How Many Miles Is Too High for a Used Car?
Condition and Mileage
There’s no hard ceiling on used car mileage. This is because there are so many variables involved with a car’s condition and the number of things that can go wrong. A nicely maintained family car with 150,000 miles might be in better shape overall than a work truck with just 25,000 miles. In the same vein, a car might look great on the outside but have serious issues underneath due to a lack of basic maintenance and care. Knowing that, it’s still a good idea to find lower mileage examples whenever possible. Miles matter, and more of them is almost always a bad thing.
It's also important to take a look at the number of miles per year a car has accumulated. Vehicles that are just a few years old with tens of thousands of miles should be a major red flag, as it means the previous owner used it indiscriminately, and may not have maintained it properly during that time.
On the flip-side, a high-mileage car that has been sitting for an extended period of time may not be the hidden gem it seems to be. Even garage-kept cars that look to be in great shape can be disasters underneath the sheet metal. Sitting for long periods can cause the rubber seals and other wear items to dry out and crack or degrade, leading to leaks and other issues that lead to expensive diagnostic work and repairs.
When you’re shopping for a high-mileage used car, look for models with as much documentation as possible. This will tell you how well the previous owner took care of the car and will help you understand any pending maintenance issues. It’s not always possible to find complete maintenance records, especially for older cars, but it’s a red flag if a vehicle comes with zero documentation.
Similarly, it’s important to review a car’s accident history. If there has been a wreck or other damage and the car has been repaired improperly, you should avoid buying and move on to another model. However, light damage that has been professionally repaired may not be a problem at all.
If you’ve ever been to southern California, the number of old, rare cars patrolling the streets is shocking. That’s because it’s easier for cars to last for a long time when there’s little rain, no snow, and mild, sunny weather nearly year-round. If you live in a part of the country that receives legitimate winter weather, it could be responsible to look for a used car outside of the snow belt. It’s much better to travel a bit or ship a car than it is to buy one that is already riddled with rust and degradation from salt and sand.
There was a time when certain car brands indicated much higher quality and durability than others, but the times of one automaker being significantly better than others are close to being over. There are still brands that stick out for quality: Lexus, Porsche, and Toyota, but the vast majority of automakers deliver decent products. It’s also more common than ever now to see factory warranties extend to 100,000 miles and ten years, which may not cover your high-mileage purchase, but should provide you peace of mind that the automaker backs their products.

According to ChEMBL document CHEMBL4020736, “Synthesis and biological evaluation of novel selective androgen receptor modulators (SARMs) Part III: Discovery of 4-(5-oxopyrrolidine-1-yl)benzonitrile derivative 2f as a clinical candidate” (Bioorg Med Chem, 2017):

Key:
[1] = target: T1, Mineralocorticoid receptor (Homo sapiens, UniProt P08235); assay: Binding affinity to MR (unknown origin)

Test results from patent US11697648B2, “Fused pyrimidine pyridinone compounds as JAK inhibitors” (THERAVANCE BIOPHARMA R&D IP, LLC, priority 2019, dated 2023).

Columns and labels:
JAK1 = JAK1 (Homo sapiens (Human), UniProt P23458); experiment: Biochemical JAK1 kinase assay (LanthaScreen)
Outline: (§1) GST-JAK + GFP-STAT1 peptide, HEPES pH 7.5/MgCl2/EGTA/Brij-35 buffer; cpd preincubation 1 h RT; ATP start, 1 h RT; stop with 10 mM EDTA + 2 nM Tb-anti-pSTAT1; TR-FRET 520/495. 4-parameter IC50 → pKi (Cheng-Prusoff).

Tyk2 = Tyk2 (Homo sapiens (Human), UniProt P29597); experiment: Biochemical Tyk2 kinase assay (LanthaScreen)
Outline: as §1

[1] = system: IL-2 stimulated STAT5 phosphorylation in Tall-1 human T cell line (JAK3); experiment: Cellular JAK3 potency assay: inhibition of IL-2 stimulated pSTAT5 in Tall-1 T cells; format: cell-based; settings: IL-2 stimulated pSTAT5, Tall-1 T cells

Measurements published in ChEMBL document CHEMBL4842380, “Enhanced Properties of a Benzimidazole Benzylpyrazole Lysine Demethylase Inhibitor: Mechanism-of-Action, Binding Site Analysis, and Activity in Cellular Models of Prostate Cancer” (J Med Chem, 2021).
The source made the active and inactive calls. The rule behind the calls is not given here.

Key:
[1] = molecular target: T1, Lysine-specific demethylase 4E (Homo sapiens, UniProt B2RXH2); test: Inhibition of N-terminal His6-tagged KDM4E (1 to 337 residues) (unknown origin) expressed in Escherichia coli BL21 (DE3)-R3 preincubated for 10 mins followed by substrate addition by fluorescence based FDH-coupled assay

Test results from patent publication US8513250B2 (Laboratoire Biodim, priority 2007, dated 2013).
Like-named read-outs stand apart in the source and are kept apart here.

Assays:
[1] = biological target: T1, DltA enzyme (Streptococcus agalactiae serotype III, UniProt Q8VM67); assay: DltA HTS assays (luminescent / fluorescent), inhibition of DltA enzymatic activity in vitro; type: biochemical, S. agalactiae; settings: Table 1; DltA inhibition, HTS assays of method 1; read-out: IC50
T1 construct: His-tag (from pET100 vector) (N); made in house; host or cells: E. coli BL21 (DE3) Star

Warranty and coverage are other things to keep in mind when looking at used cars. If you’re shopping for a car with more than 100,000 miles, the factory warranty is likely long gone, but you may have options for third-party warranty coverage. If that’s of interest, you’ll want to find a car with the lowest miles possiblebecause higher miles can make the warranty more expensive and may cause you to lose coverage earlier as the vehicle ages out of eligibility.
Type of Car
The type of car you’re looking for matters. Electric vehicles do not have as many moving parts as traditional gas cars and instead have battery packs with finite lifespans. Most automakers offer warranties on the batteries and drivetrain components that extend to eight years or 100,000 miles, but it’s not uncommon to see used Teslas on sale with many more miles than that. While it’s true that EV batteries lose charging capacity over time, it’s also true that automakers’ thermal management and other battery protection technologies can help prolong their lives far beyond the 100,000-mile mark.
If you are shopping for a used EV with six-digit mileage, it’s important to have the battery and electrical system inspected carefully. You may end up with a great car that will last a long time, but you may end up with a failing battery and thousands in replacement expenses. It’s also a good idea to inspect for damage or abuse to avoid unsafe situations.
Pricing and Resale
Let’s get the bad news out of the way first: You will most likely not be able to recover much money from the sale of your high-mileage car, especially not after you’ve added more to the clock. Your decision to buy a car with tons of miles should be driven purely by practical questions, such as does it meet your transportation needs, will it be reliable while you own it, and are you paying a reasonable price for it. If the answer to any of those questions is “no,” you may want to reconsider the purchase. Being stuck with a high-mileage car that you don’t want or need is a tough spot.
What to Do With a Frozen Car Battery
What Do the Numbers on Oil Mean?